The issue, if looked at from an Adivasi perspective, attains greater significance. Adivasi histories, traditions, cultures, languages, belief systems and rituals still remain in the periphery, heavily marginalized and hardly understood. Ms. Irani, nevertheless, is not alone in her ignorance of people who live outside the caste-Hindu mainstream. From the pre-colonial feudal times to the times of colonization, to this day, the governmental policies on land, legality, cultural and political systems and practices have all been formulated for the benefit of the mainstream society without sparing thoughts on how the Adivasis might be coping with them. It was always ‘supposed’ that the Adivasis will and must follow the ‘rules of the land’ for ‘their own benefit’.

However, a mere cursory look at the operational logic of such systems will tell us a different story altogether. 


The Great Andaman
Trunk Road in the Andaman Island running through the Jarawa territory, the notorious vasectomy programme the Adivasis, already threatened with cultural and biological extinction, were coerced to undergo in the Wayanad district in Kerala and other places during the Emergency, the large scale alienation of tribal land across the country and rabid deforestation and environmental mutilation done in the name of ‘development’, the loss of tribal languages to invading mainstream languages, the plight of unmarried tribal mothers exploited and humiliated by non-tribal men, the situation of Adivasis getting stuck in a world of alien words, deeds and meanings, the persisting effect of tribal slavery and the violent slave trade that lasted for centuries, the loss of tribal systems of worship to the invading Hindu mainstream systems orchestrated and propagated by Right-wing groups have all been done certainly not for the benefit of the aboriginal peoples. But, we only suppose so and, occasionally, express our ‘shock’, ‘disbelief’, arrogance and ignorance -- something that often accompanies these feelings on the Adivasi cultural practices. The rulers, their upper caste and elite subjects are often heard wondering why the Adivasis are incapable of making use of the ‘benefits’ that our democracy condescendingly bestowes upon them.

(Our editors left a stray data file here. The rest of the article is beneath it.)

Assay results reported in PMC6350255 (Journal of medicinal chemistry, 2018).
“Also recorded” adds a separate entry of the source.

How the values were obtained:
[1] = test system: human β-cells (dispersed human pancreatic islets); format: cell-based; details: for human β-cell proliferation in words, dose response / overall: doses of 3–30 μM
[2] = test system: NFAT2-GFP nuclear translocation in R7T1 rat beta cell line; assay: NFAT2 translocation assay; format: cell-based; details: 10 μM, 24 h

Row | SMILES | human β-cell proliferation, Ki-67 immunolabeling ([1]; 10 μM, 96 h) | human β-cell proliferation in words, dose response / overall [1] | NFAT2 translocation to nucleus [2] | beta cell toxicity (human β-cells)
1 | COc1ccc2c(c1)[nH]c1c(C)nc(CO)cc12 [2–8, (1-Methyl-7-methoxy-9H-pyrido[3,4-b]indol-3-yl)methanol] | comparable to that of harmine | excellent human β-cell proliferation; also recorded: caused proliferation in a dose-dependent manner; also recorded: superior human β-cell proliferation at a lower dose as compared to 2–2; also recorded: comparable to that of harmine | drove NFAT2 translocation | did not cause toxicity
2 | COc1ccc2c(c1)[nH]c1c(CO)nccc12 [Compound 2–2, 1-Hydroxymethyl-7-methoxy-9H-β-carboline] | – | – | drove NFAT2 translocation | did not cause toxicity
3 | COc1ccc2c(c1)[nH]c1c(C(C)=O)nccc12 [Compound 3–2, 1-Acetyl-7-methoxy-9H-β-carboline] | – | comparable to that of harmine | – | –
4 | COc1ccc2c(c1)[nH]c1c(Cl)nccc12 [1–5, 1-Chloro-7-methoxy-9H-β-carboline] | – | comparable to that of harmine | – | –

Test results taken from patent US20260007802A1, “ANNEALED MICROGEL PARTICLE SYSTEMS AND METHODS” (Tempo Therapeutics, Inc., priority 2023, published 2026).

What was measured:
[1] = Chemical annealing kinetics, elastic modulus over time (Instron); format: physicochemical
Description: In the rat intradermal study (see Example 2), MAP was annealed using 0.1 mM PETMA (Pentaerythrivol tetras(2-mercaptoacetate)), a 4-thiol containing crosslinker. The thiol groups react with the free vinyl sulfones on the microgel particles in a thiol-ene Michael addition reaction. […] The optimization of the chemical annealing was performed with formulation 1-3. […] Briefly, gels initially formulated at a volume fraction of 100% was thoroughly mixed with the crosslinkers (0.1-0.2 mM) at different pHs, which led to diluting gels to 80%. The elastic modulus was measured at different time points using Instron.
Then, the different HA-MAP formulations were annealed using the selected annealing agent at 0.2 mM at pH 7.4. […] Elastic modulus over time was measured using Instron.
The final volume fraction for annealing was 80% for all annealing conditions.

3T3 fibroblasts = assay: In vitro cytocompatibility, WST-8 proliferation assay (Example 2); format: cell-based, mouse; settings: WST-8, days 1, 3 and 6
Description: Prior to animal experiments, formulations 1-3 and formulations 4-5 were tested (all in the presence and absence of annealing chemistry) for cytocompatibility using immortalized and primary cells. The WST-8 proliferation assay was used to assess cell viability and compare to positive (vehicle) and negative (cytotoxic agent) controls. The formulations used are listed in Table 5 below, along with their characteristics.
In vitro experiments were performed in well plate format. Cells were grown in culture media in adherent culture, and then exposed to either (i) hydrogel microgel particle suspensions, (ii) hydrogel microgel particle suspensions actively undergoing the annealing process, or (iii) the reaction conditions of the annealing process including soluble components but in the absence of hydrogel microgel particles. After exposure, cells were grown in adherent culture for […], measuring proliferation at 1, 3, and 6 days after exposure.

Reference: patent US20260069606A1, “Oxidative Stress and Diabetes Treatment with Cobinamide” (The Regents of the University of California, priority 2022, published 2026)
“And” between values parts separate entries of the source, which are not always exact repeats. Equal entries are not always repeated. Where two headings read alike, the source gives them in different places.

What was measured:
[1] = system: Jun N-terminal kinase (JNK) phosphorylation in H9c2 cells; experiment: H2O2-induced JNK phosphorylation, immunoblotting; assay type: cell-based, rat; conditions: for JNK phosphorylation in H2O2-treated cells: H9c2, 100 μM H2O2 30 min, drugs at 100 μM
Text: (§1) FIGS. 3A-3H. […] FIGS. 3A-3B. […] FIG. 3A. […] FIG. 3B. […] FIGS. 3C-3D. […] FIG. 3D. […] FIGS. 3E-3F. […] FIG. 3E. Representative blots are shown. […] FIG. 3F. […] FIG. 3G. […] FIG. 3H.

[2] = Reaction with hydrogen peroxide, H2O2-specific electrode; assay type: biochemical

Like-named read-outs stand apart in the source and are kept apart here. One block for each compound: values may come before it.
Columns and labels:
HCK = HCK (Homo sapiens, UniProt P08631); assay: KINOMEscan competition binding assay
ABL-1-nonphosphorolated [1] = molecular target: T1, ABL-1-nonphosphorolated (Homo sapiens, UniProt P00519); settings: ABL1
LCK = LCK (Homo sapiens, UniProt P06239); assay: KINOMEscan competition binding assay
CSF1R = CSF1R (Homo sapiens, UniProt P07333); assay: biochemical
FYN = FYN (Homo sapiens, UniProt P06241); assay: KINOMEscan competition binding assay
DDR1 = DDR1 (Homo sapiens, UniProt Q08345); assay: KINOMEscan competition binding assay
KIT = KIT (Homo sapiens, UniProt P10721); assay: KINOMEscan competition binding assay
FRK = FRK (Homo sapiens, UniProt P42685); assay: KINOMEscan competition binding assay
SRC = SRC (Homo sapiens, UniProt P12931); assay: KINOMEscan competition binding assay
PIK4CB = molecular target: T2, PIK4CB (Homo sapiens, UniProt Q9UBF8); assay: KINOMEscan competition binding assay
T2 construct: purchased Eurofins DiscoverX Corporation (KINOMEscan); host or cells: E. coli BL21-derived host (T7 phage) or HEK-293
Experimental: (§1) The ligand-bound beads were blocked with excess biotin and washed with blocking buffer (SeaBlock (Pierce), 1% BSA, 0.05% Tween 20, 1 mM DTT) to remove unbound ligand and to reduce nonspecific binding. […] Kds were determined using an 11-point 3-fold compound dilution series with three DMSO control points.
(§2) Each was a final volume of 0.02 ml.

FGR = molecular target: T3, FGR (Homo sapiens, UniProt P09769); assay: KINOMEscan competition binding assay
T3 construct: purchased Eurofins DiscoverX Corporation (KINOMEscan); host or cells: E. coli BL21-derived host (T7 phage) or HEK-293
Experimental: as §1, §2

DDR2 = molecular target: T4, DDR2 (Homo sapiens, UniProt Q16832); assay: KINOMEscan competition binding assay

In other countries such as Australia, an entire generation of the aboriginals was violently ‘stolen’ by the white supremacists. The Inca and the Aztec traditions, known for their great civilisational heritage, were wiped out. From all these experiences, protest and resistance movements that re-claimed lost aboriginal identities emerged. In India, the onslaught on the aboriginal communities continued unabashedly to this day in one form or other -- not only do we send our mining companies to Adivasi regions such as Niyamgiri in Orissa and uproot the aboriginal life-worlds, our modern cinema still show them as uncivilised rustics. A recent film from south India that became a national hit, Bahubali, for instance, too divided the battle between good and evil as between the fair-skinned Aryans and the dark skinned barbarians, whose funny language seems inaccessible. The Mahishasur issue can be seen in this context. 

Hindu values, pantheon, morality, history etc. are often forced on the Adivasis as they are, again, supposed to be, automatically, ‘Hindu’. Right-wing groups’ increasing patronization in tribal areas to covert them as vote banks, to render them as mere pawns of the Sangh’s street battles, and to ‘bring them back home’(‘Ghar Wapsi’) from other religions such as Christianity, without paying attention to what Adivasis actually want, does not fail to remind one of how, when the animals establish their own farm in George Orwell’s Animal Farm, the non-domesticated animals with whom the domesticated ones have no means to communicate -- such as rats completely outside the discourse of ‘self-rule’ -- were addressed as ‘our wild comrades’ as they run away into their own safe havens from the domesticated animals’ ‘revolutionary speeches’.